The Doctrine of Separation

Martin Luther, as a herald of the Reformation, exclaimed that the church must be profane. It must move out of the temple and into the world. Luther looked to the Latin roots of the word profane, which comes from pro-fanus (“outside the temple”). If Christ is not relevant outside the church, He is insignificant inside the church. If our faith is bound to the inner chambers of the Christian community, it is at best a disobedient faith and at worst, no faith at all.

It was the Pharisees who developed the doctrine of salvation by separation. They were practicing segregationists, believing that holiness was achieved by avoiding contact with unclean sinners. No wonder they were scandalized by the behavior of Jesus, who dealt with Samaritans, ate dinner with tax collectors, placed His hand upon lepers, and ministered to harlots. Our Lord was accused of being a drunkard and a glutton, not because He was overweight or given to intemperance, but because He frequented places where these things were commonplace.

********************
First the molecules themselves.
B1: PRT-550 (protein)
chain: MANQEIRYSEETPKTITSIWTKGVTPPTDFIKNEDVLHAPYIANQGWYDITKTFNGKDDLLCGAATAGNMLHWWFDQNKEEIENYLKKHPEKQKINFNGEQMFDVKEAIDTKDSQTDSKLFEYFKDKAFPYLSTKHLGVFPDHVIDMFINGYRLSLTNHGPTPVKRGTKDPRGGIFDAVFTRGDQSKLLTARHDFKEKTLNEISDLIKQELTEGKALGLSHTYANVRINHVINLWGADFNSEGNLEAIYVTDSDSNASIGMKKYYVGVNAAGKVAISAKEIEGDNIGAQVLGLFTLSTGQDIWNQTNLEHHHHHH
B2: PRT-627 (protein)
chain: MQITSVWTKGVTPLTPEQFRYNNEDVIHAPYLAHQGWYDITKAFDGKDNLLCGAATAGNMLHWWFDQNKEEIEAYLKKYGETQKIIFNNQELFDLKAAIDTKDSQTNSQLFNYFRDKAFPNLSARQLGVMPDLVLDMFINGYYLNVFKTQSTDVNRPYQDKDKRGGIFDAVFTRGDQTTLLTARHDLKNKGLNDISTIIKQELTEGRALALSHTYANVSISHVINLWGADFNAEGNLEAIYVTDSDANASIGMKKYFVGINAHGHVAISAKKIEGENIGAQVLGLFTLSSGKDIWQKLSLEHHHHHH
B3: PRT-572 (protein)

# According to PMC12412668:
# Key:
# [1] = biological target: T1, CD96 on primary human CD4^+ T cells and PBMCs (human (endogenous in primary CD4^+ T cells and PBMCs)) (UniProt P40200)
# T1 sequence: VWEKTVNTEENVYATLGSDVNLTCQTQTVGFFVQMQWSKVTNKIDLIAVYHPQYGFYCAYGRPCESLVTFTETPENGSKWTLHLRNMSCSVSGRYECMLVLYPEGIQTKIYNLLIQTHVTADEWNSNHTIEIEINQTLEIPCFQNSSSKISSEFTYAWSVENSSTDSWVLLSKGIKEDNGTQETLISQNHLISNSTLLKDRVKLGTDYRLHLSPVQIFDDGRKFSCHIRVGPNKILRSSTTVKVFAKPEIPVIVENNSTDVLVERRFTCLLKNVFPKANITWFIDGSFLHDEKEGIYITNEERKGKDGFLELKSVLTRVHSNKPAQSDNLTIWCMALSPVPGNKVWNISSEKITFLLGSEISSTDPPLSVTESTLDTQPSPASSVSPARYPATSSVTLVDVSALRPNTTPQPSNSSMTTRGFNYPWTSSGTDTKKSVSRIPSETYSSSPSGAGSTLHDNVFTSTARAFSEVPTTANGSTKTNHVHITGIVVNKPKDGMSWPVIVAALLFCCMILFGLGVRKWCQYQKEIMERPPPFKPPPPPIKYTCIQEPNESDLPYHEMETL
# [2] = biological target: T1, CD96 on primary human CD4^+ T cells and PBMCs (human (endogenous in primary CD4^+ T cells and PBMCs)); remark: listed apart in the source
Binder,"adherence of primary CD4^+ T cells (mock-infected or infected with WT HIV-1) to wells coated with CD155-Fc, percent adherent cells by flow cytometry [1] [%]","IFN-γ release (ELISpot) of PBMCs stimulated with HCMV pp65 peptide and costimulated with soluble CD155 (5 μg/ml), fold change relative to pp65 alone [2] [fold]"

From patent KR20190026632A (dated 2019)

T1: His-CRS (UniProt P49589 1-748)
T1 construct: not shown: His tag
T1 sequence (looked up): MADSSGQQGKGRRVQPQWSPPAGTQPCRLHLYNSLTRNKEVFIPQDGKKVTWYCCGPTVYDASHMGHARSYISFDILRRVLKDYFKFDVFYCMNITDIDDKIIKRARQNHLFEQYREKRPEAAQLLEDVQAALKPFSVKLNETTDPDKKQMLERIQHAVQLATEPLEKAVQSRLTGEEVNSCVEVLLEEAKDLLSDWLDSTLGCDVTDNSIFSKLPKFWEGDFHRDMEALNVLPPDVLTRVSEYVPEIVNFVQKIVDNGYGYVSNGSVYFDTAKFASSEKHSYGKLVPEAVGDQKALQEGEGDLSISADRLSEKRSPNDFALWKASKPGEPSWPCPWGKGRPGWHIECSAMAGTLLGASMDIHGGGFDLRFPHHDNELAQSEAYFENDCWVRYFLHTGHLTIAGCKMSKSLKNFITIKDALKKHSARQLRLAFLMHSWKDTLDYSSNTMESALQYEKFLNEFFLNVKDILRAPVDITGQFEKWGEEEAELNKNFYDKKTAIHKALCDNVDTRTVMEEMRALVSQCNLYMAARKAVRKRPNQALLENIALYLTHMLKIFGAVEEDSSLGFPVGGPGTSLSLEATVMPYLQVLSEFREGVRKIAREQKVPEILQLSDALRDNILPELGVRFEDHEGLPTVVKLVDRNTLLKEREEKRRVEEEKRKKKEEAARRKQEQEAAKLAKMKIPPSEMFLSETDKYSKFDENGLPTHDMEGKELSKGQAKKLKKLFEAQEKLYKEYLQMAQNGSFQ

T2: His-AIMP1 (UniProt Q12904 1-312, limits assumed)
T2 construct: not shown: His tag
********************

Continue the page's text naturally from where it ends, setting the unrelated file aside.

If guilt by association were a legitimate offense, Jesus would have lost His sinlessness early in His ministry. But He came to seek and to save the lost. He found them gathered in His Father’s world.

Published by Intentional Faith

Devoted to a Faith that Thinks

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